Canada Job Grants: Provinces, Ottawa Reach Deal On Funding

Read the original article here.

[This deal results in less money overall for people who need training; it still specifically diverts funding away from marginalized groups. But that, clearly, is fine by the Provinces as long as it doesn't increase Provincial debt. Thus, taking money away from the Provinces, but not forcing them to also pay extra for that privilege is what Kenney calls "a win-win for both sides." Incidentally, why don't the corporations who are uselessly sitting on billions of dollars of profits pay for the missing one-third of dollars from the original proposal? *RON*]

By Lee-Anne Goodman, The Canadian Press, 02/28/2014

OTTAWA - Ottawa has reached a deal on the Canada Job Grant with all the provinces and territories except Quebec, Employment Minister Jason Kenney said Friday.

"At the end of the day, this will be a win-win for both sides," Kenney told a news conference at the Manning convention, an annual networking conference of conservatives.

He made the announcement during an address to the convention while former Reform Party leader Preston Manning, the conference's namesake, beamed on from the front row of the audience. The crowd applauded when Kenney announced the deal on the crown jewel of the government's 2013 budget.

Yet despite Kenney's triumphant announcement, there are still holdouts.

The feds are still in discussions with Quebec; a source tells The Canadian Press that a deal may be imminent. Quebec has long balked at the idea of the federal government treading on what is seen as an area of provincial jurisdiction.

And Nova Scotia officials still have reservations about the Canada Job Grant as Ottawa works to determine their stumbling blocks. All of the provinces except Quebec still have to work out the details bilaterally with the federal Conservatives, the source said.

Kenney said he planned to have further "productive" discussions on the Canada Job Grant later Friday with Quebec Labour Minister Agn├Ęs Maltais. He added that Quebec has a unique work training program favoured by Ottawa because it so heavily involves employers.

The deal on the Canada Job Grant allows the provinces and territories much more flexibility in how they fund the Canada Job Grant, a previous sticking point during months of negotiations.

Provinces were loath to take their $300-million share of the job grant entirely from the so-called labour market agreement, a federal transfer that pays for job training for the country's most marginalized citizens — those who don't qualify for employment insurance.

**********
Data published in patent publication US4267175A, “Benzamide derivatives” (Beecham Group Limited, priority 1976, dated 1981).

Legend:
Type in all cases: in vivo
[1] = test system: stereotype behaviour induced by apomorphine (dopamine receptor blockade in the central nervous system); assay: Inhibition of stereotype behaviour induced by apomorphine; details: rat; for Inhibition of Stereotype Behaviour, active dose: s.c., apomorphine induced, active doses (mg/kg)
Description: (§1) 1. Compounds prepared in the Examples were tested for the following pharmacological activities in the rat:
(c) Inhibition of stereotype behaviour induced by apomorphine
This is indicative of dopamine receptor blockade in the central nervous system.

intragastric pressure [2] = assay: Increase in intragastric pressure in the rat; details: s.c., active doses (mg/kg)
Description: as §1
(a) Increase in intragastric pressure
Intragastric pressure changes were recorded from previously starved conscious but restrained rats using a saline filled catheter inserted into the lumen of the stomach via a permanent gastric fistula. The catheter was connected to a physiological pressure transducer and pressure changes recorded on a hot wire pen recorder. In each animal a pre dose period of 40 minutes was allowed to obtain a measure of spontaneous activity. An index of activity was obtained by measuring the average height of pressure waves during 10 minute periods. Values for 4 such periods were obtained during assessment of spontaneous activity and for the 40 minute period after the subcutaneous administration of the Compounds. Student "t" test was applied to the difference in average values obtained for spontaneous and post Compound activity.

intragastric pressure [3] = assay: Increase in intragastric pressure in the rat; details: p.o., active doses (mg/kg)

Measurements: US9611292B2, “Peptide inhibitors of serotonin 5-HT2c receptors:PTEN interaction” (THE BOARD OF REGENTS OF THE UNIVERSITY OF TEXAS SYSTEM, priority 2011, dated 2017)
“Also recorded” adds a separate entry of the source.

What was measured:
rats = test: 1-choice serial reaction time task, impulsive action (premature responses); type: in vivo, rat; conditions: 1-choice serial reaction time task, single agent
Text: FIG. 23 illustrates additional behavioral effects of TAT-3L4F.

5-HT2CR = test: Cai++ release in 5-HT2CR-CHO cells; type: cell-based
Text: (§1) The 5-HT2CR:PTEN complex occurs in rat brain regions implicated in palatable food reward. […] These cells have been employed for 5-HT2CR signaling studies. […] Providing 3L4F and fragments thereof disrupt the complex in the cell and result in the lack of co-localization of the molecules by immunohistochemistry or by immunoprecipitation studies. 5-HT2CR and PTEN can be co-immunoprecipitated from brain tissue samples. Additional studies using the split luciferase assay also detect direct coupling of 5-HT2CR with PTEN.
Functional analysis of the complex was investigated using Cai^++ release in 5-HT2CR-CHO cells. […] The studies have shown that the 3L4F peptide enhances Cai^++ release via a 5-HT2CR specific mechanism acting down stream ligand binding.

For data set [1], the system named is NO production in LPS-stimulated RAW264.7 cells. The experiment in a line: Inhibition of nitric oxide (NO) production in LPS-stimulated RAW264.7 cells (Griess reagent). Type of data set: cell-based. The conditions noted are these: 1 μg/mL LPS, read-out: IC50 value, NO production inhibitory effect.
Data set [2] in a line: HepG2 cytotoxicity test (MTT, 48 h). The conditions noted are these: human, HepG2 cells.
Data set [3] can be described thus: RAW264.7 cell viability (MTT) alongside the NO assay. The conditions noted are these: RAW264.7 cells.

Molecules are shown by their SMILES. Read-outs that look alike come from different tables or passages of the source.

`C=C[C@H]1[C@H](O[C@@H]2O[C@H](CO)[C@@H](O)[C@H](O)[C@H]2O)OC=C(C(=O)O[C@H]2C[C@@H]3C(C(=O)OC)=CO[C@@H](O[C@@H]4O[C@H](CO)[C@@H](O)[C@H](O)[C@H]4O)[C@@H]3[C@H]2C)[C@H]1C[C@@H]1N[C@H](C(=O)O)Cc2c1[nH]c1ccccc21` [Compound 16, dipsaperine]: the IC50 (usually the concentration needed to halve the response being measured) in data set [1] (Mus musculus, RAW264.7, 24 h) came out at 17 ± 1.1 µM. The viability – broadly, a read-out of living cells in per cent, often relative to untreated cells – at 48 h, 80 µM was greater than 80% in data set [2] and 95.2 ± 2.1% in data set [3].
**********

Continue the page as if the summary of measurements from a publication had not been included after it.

"That effectively means that provinces that decide to deliver the job grant would not have to reallocate any money out of the labour market agreement itself," Kenney said.

Instead, the minister added, he's directed the provinces to direct their funds to "employer-led" training. Labour market studies have shown Canadian employers used to provide job training relatively robustly in the early 1990s, but have dropped off significantly in recent years.

Almost all the provinces and territories said earlier this week they supported Kenney's latest offer and the premiers reached an agreement in principle during a conference call Thursday.

Concerns remain, nonetheless, that the deal still represents a cut in funding to the provinces and territories.

Saskatchewan Premier Brad Wall, also at the Manning convention on Friday, said he was pleased by the deal because it requires employer involvement.

"There's a better chance that there's meaningful employment if the employer is part of the training investment," he said.

He added Kenney made a "significant move" earlier this month on the job grant that allowed the provinces to sign on.

Originally, the plan aimed to provide $15,000 for each eligible worker, with the cost divided equally between Ottawa, the provinces and employers.

But the provinces and territories refused, saying Ottawa would claw back federal cash for successful job-training programs run by the provinces, while forcing them to find millions more to cover their portion of the grant.